Not … Read more
It's often the case that a device or substance with a known benefit also comes with known risks--typically referred to as side effects and listed quickly at the ends of commercials. So it seems worth noting when a product's side effect may in fact be useful.
The Valkee, a portable headset launched in August of 2010, directs 8- to 12-minute doses of bright light through the ear canal and into the brain to improve seasonal affective disorder. It turns out that this concentration of bright light into the brain may also improve motoric reaction time, according to a study conducted by Verve Research in Finland.
The placebo-controlled study (meaning some were given the treatment and others a placebo in its place) tested the effects of the Valkee headset on Finnish national league ice hockey players and found that those exposed to 12 minutes of light via the headset sped up their already fast reaction times by 20 percent.
"The placebo-controlled study showed a significant improvement in motoric reaction times of top athletes using bright light via the ear canal," says lead researcher Mikko Tulppo in a news release.… Read more
Patches of tiny needles have already been shown to effectively deliver medications painlessly, and without a bloody mess. Now the tiny needles could also be used to monitor body chemistry in real time.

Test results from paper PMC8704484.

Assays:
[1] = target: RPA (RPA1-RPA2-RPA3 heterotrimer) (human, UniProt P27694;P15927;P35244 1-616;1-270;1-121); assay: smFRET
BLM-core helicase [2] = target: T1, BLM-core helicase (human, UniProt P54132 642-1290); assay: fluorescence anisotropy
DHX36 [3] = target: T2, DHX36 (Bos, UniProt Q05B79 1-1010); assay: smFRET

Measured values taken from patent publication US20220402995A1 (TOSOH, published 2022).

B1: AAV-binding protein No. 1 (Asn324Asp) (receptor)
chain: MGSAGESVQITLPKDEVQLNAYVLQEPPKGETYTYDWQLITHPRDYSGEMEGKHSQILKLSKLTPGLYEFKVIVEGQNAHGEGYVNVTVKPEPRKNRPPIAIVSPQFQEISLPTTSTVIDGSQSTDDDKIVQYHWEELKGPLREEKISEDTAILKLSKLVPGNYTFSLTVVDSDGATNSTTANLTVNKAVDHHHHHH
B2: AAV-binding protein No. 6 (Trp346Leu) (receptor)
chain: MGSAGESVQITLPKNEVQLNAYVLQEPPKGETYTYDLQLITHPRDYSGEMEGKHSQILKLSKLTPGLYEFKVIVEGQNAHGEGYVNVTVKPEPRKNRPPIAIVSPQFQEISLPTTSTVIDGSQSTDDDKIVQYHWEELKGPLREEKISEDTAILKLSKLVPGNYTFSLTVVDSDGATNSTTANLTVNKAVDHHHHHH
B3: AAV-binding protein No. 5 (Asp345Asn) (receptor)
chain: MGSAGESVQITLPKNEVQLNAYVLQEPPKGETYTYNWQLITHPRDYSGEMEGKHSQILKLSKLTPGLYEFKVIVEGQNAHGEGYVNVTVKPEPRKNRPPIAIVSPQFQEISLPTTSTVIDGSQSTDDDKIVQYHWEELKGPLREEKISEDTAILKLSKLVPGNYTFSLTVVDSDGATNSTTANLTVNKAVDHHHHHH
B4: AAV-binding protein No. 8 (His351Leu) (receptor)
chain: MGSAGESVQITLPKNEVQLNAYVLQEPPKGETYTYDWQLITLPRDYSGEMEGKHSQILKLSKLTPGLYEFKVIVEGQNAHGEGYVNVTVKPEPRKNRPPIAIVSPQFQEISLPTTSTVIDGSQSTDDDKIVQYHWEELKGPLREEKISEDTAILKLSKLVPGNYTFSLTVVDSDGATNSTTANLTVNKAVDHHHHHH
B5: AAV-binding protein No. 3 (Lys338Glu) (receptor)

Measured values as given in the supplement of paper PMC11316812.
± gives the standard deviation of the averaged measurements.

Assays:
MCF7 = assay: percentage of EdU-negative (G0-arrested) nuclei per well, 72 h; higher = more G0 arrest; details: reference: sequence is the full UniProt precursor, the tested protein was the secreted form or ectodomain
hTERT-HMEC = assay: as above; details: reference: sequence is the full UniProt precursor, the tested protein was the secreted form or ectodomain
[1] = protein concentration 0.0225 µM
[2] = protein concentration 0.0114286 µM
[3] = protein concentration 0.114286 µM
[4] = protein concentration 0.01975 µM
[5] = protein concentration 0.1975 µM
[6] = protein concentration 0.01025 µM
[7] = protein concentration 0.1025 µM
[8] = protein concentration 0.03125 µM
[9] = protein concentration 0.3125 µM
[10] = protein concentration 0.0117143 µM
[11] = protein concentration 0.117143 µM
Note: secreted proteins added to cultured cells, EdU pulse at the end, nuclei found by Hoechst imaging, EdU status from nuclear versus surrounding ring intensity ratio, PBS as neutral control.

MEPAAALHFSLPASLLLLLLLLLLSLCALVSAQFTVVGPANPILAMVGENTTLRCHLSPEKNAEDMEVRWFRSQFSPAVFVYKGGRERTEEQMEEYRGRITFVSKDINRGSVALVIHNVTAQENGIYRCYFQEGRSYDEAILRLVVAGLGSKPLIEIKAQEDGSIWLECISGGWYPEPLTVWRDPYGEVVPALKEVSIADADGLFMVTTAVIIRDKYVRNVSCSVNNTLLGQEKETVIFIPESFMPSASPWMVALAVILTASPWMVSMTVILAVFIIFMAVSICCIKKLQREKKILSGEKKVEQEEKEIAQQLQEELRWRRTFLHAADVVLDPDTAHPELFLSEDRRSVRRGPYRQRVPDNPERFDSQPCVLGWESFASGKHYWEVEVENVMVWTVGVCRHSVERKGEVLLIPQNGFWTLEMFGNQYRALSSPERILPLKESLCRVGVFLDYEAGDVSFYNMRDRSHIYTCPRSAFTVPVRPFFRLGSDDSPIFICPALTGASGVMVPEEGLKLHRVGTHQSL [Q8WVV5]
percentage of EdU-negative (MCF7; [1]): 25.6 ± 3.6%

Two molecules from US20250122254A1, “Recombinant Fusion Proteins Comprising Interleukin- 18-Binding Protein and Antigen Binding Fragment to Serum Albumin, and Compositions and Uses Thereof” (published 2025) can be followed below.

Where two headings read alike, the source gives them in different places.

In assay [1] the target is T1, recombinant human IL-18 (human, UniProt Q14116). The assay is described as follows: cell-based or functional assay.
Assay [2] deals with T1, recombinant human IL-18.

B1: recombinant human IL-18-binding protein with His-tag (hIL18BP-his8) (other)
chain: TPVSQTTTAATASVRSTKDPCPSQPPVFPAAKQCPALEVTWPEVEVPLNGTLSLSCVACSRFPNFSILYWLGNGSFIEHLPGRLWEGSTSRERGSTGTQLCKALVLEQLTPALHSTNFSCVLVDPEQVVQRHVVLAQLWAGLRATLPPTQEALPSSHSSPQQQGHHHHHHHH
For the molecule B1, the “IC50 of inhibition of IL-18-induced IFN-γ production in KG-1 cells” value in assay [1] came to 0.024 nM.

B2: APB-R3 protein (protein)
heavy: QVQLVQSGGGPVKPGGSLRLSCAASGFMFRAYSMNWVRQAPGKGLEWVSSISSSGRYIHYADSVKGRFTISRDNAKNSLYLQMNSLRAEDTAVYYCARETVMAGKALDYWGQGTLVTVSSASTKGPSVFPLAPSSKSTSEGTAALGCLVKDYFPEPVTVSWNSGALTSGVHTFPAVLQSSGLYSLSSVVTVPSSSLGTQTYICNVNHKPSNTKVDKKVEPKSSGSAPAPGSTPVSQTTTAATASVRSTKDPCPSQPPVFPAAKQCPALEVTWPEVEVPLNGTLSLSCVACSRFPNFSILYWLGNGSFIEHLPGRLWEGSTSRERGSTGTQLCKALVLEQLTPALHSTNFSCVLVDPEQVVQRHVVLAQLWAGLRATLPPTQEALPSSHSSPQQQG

The new tech, developed by a team of biomedical engineers out of North Carolina State University, the University of California at San Diego, and Sandia National Laboratories, employs electrochemical sensors in the hollow channels of microneedles to detect certain molecules. The researchers reported their findings in the chemistry journal Talanta.
Current body chemistry monitoring involves taking samples, often before or after an event. Wearable micro-sensors, on the … Read more
It's been a good year for video gamers--and not just the epic legions of Call of Duty fans enjoying Modern Warfare 3.
A few months after Foldit players helped decode the structure of a protein key to the way HIV multiplies, another group of gamers taking on DNA sequencing in the game Phylo have contributed more than 350,000 solutions, the game's designers at McGill University report.
When University of Washington researchers unveiled Foldit in 2008, it wasn't clear whether the protein-folding game would be a one hit wonder. But one-year-old Phylo, already averaging 1,000 eureka … Read more
Tracking where humans migrate and cluster in any given country from season to season is, in some places, a tall order. Which makes tracking the risk of infectious disease outbreaks that thrive in dense populations tricky as well.
Satellite images of nighttime lights could be the answer, according to researchers at Princeton, who report on their findings today in the journal Science.
Using nighttime images taken of Niger's three largest cities between 2000 and 2004 by a U.S. Department of Defense satellite, and checking those images against public health records compiled by Niger's Ministry of Health, they … Read more